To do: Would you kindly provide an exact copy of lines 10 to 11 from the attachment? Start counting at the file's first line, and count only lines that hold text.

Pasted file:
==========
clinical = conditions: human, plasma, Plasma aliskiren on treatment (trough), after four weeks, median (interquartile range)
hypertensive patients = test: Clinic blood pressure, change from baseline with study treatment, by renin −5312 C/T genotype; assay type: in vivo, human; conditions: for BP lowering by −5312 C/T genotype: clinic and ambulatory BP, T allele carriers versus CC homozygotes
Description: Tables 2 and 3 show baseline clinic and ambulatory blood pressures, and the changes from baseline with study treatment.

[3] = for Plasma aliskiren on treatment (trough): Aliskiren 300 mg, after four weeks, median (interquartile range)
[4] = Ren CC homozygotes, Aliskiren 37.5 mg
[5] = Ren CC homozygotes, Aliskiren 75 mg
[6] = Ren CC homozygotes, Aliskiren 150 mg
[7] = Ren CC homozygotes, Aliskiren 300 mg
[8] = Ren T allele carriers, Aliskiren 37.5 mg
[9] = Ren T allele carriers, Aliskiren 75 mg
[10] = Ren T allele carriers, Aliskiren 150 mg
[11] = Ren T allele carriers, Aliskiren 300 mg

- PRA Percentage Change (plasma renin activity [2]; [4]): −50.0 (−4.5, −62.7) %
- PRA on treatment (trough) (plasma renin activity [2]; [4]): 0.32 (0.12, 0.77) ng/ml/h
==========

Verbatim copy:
[9] = Ren T allele carriers, Aliskiren 75 mg
[10] = Ren T allele carriers, Aliskiren 150 mg